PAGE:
Review Summary: Pole’s story began with chance and accident, but 1’s music is meticulously crafted.
Sometimes chance plays a major role in art. Some of the most well-known examples can be found in European 20th century artists like Marcel Duchamp and Jean Arp. Duchamp created a massive structure made of two enormous panes of glass engraved with tiny channels running between the two sheets, wherein slow chemical reactions traced out a network of lines and forms. When, during transport, one of the two panes of this work, nicknamed Le Grand Verre, got cracked by accident, Duchamp reportedly claimed it was finally finished. Dadaist Jean Arp on the other hand created compositions by dropping paper cut-outs from a short height and sticking them to the canvas wherever they fell.
This chance driven process of creation can also be found in music. Pole
mastermind Stefan Betke dropped his Waldorf 4-Pole filter on the floor of his studio, and found that when he connected it afterwards it produced all kinds of fuzzy static and pops and cracks. These sounds charmed him so much that he decided to try out what he could do with them. Thus, by chance and accident, next to giving his new musical project its name, it also provided him with a very unique sonic identity.
’s music on debut album 1
is full of samples of static noises from the poor Waldorf filter. Loops of pops and cracks form the flowing grooves and rickety but steady beats that dominate the musical landscape. These often high sounds are contrasted with dub bass lines of two or three note melodies, which hover quietly underneath, like on Tanzen
. Occasionally short synth drones weave in and out of focus, adding another layer over Fremd
’s clear, dubby bassline.
Most of 1
’s nine tracks rely heavily on rhythm and sparse composition, with melodies playing an inferior role. Betke commented on this lack of melody himself in an interview with Max Dax. ‘’Melodies have never been my motivation – they were always more peripheral. But across those albums [1, 2 and 3], the reverbs and the bass lines were always related and interlinked with each other. By working that way, I didn’t feel as if I was under any artificial pressure, and I could allow things to end loosely’’.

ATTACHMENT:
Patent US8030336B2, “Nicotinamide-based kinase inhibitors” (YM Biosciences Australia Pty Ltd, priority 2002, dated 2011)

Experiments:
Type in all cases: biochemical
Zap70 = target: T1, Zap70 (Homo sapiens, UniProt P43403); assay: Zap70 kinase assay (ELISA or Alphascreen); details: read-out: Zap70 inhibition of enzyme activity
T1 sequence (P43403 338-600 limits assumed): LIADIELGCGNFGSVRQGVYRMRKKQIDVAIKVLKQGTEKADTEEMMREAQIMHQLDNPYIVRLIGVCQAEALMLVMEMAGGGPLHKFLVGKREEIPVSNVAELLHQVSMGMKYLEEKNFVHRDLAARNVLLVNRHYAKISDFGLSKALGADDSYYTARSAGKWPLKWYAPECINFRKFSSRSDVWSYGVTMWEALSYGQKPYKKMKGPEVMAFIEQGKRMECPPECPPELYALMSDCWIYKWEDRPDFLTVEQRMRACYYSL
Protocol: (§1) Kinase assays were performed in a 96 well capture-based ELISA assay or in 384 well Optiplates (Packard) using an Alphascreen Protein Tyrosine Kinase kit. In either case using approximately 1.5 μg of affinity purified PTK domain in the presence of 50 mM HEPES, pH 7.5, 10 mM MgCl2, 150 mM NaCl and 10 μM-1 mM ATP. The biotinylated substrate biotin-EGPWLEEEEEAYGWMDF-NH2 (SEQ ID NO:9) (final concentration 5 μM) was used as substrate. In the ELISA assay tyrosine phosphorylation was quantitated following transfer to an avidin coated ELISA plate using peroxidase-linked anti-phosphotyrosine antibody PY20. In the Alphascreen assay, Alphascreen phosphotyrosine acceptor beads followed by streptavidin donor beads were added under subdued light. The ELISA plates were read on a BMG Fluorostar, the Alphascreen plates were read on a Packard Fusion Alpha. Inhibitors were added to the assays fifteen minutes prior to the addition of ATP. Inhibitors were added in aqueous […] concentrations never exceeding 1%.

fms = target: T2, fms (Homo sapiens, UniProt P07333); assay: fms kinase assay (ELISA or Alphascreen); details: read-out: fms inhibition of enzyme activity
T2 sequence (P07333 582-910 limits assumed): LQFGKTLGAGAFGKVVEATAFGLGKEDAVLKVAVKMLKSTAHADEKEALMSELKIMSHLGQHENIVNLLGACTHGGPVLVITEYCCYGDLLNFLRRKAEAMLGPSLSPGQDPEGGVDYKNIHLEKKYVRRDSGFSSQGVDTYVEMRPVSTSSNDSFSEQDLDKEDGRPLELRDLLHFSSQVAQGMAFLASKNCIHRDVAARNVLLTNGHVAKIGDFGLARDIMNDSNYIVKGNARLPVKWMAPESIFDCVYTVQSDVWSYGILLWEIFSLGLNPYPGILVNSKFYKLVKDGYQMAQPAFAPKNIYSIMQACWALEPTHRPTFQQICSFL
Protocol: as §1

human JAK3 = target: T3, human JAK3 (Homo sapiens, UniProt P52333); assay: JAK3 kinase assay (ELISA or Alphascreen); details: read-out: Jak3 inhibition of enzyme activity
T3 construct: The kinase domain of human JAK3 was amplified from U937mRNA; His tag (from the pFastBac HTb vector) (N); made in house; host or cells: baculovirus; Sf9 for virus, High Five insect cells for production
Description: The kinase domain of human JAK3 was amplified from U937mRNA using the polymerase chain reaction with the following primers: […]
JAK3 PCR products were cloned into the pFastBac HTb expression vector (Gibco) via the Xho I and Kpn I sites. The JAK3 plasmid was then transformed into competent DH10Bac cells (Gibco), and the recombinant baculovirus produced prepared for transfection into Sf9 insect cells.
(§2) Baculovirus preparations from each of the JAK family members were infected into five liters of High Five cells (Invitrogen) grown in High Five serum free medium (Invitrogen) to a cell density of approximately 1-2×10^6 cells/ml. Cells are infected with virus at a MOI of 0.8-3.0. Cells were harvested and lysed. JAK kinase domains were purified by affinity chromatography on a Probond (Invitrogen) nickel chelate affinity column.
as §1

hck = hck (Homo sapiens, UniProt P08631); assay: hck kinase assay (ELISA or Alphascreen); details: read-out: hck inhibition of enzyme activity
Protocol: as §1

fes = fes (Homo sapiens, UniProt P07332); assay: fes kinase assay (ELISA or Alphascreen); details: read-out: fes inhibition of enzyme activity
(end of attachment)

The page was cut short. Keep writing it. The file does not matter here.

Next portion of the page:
Betke’s lucky accident prevents the music from becoming soulless or cold too, despite his usually impersonal titles and plain album covers. The static evokes an undeniably organic quality to the techno backbone which makes the music breathe and come alive. It isn’t purely abstract music either. The static in the background of Lachen
calls to mind the tidal waves of the sea, whereas Berlin
’s cavernous depths are populated by what sounds like insects chirping.
All these references to chance and serendipity aren’t to say that Betke didn’t do any composing himself. Quite the opposite is true here, this is music that is meticulously crafted and tweaked. A track like Paula
, which could be the album’s best, underscores this perfectly. The seemingly random synth that keeps on going higher in an erratic and roundabout way, only to crash down again when it has reached a shaky peak is lighted clearly by a gorgeous, slow, stately yet slightly goofy bassline. Of course the washes of his broken Pole filter are all over it. When it slowly disintegrates, you feel like you’re lying on your back, perhaps next to the Paula in question, staring in the deep, warm blue hue of the album cover, and you know this seemingly messy album was carefully planned. A person made this. It’s a total triumph.